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Replicating old (dogbone) resistors

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Forum » Technique, Repair, Restoration, Home construction ** » Repair and restoration: Tips and Tricks » Replicating old (dogbone) resistors
Georg Richter
Georg Richter
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29.May.06 02:29
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Replicating old (dogbone) resistors

Author: Sylvain Vanier © 2002, All rights reserved.

Permission to be posted at RMorg by our honest member Sylvain, thank you very much!

Material list:

Putty epoxy

Dog bone resistor

Baby powder

Artist's acrylic paint OR Model paint (enamel)

Silicone (spray can) OR LPS oil spray can (Used in lieu of baby powder as a mold release)

Small paintbrush

Concept of reproducing type 1 dog bone resistor

These resistors, usually found in 1930's radios, originally consisted of a carbon composition encapsulated in ceramic or a similar substance. The wire leads are turned around the edges (see picture 1). These resistors came in various sizes, you can chose to create the mold from either a defective resistor or from a sample resistor from a radio. The process of creating a mold from the original is non destructive, however, in some cases the paint might be damaged or removed. Merely note the value of the resistor should the process remove the paint so you can repaint the original colors.

Some resistors built prior to RMA standards may bear different color codes. If you chose to mold replacement resistors in advance for stock, which may be used in a pre-RMA radios you could write the value of the resistor on the unit before they are painted.

Dog bone resistors and color code used:


Although there are specialized products for making molds, like RTV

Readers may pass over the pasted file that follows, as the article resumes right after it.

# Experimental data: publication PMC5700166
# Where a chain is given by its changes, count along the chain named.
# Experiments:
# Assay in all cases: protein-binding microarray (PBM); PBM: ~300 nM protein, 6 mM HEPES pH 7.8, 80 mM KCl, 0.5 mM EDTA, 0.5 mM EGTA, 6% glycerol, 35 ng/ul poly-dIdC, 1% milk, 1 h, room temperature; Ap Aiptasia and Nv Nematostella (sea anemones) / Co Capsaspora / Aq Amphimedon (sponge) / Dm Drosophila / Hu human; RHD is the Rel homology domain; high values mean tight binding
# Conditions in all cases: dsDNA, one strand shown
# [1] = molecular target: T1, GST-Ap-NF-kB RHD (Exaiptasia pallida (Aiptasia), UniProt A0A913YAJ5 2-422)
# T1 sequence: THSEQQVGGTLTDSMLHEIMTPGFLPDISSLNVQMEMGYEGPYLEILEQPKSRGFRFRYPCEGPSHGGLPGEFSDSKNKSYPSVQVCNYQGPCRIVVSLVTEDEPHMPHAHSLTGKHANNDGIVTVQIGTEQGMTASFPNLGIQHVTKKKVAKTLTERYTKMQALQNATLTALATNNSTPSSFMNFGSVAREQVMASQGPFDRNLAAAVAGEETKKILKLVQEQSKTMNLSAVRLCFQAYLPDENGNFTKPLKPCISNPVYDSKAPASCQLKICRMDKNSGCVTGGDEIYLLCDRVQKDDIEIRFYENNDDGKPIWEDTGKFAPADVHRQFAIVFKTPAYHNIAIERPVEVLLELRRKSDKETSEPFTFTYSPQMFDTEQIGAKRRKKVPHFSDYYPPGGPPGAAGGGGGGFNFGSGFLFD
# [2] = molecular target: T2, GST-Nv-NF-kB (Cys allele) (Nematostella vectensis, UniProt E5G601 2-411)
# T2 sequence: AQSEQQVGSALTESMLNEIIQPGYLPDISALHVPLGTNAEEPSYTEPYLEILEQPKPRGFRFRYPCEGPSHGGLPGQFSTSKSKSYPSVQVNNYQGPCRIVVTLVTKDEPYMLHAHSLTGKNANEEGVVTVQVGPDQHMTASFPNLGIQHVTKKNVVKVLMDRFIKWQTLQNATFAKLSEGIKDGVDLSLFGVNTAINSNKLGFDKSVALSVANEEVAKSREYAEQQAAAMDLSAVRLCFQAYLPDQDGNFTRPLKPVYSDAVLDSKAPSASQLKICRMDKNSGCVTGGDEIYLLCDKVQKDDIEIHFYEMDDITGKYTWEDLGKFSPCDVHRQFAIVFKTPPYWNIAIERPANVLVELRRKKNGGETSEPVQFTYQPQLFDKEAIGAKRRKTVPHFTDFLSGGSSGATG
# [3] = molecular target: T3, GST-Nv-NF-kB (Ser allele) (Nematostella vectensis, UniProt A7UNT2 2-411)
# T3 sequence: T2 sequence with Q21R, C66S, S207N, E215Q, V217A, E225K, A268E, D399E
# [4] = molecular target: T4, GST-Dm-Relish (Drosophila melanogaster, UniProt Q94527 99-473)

(2 parts fast setting silicones,) casting rubbers and silicones, I prefer to use the same product used for the dog bone resistor bodies, in this case putty epoxy.

The putty epoxy is fast curing, drying hard in less than 5 minutes. Other types of mold making products could be used but considerations must be made for heat resistance of a product subject to heat in a radio.

The old dog bone resistors came in a variety of shapes. Some were cylindrical or round others were hex shaped and a third style have metal end caps.

This article will only explain the replication of the hexagonal-shaped ones (the other varieties can be done as well.) Another option would be to use the case of a BIC pen or similar cut to the correct length and having two pieces of 18-20 gauge wire wrapped around the ends to create the form for the lead wires.

Cut and mix the 2 parts together until the color becomes uniform. Cover your hands with talcum powder to keep the epoxy from sticking to your fingers. You will feel heat buildup as you mix the putty. If the color is now uniform it's ready to mold the resistor.

Shape a nice oval blob of the epoxy and press it on a hard, flat surface. The epoxy may stick to a surface so I recommend using a waxed paper.